Work a week in one of these kitchens, and your cooking changes dramatically. You clean as you go, because the pots are shared with others. You have much more to do with less time, but somehow it all gets done. In the down time, you wipe down your station and wash bowls and pans. If you keep on top of things, there is no mess at the end of the day. People who don't learn this have an extra hour of cleaning once they are "done." You use this time to get more cooking done, or to prepare for the next day.

You spend the extra thirty seconds or minute to start things organized. Your station is made ready the way you need it. Ingredients are prepped ahead of time. Salt and pepper and other seasonings are placed into small containers to be at hand. Tools you need are gathered first. Production goes smoother. The brush to get rid of flour is within reach. The lemon to brighten the sauce is prepped for squeezing with the seeds already removed.

Part of it is enforced by size. There are no drawers to reach for tools or knives. Those are stored in the pot cage. Too far when you need to stir something. The spices and fridge are a walk across the entire kitchen. Too far if a sauce is cooking. This is enforced by the need to be focused on the tasks and not distracted by missteps.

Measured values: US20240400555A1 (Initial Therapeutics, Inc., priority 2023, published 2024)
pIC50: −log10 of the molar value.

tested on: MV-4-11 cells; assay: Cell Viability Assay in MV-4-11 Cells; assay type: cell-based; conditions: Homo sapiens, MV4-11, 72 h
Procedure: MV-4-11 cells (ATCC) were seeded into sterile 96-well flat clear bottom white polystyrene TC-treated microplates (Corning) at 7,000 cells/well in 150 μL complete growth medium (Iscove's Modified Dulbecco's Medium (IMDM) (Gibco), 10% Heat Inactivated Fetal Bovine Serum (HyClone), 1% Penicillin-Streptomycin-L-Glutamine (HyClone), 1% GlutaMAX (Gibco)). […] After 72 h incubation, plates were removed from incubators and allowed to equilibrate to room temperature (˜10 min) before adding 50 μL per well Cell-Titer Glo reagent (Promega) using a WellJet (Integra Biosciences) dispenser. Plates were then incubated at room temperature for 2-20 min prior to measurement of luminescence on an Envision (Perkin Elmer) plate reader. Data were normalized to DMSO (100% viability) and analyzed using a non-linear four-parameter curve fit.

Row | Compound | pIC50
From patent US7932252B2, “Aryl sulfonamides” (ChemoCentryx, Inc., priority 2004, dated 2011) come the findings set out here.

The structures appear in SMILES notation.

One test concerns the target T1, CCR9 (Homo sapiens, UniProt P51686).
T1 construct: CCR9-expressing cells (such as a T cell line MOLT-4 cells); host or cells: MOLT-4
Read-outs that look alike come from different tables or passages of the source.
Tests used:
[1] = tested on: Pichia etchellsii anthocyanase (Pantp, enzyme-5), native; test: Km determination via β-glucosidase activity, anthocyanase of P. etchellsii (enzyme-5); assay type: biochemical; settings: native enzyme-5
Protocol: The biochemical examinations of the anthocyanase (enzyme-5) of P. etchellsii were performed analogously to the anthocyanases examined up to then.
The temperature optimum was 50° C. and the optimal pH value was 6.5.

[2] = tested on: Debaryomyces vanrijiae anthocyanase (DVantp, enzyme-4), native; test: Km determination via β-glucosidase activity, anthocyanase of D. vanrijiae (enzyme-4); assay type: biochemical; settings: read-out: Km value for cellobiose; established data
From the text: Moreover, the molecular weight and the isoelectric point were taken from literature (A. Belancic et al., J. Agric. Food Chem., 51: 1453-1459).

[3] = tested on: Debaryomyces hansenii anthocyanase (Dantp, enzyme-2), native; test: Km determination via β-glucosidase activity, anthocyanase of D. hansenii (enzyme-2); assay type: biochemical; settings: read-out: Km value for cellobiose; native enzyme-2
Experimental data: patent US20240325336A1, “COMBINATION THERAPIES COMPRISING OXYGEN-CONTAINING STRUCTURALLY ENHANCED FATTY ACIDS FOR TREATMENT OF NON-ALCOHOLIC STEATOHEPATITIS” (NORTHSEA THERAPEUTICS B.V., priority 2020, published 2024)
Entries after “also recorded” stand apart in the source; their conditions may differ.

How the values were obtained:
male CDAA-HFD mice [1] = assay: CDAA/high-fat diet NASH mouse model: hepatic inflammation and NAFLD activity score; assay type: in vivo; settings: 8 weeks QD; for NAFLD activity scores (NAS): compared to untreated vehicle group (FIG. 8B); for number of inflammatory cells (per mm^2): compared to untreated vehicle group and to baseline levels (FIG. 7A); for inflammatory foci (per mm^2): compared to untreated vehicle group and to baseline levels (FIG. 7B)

There are no pot holders. You grab and move hot pots and pans with tongs, or with your side towel. Your side towel stays tucked in your apron. If you get it wet, it stops insulating. You soon quit wiping things on it. Paper towels are used for that, in large brown rolls. You keep one near your station.

The trash is also far removed from your station. You keep a tin pan for your garbage. You walk to empty it once or twice a day, rather than moving through twelve other people to throw away every onion peel.

* * *

Your language is different. It's not a fridge, it's a "reach in." It's not the sink, but the "pot sink" (because there are also prep sinks and hand washing sinks). You don't "cook" the meat or dish, but "cook it off." You don't start cooking the dish, you "fire" it. Mise en place is a common verb or noun, as in "Please mise en place tomorrow's dishes" or "how does your mise en place look?"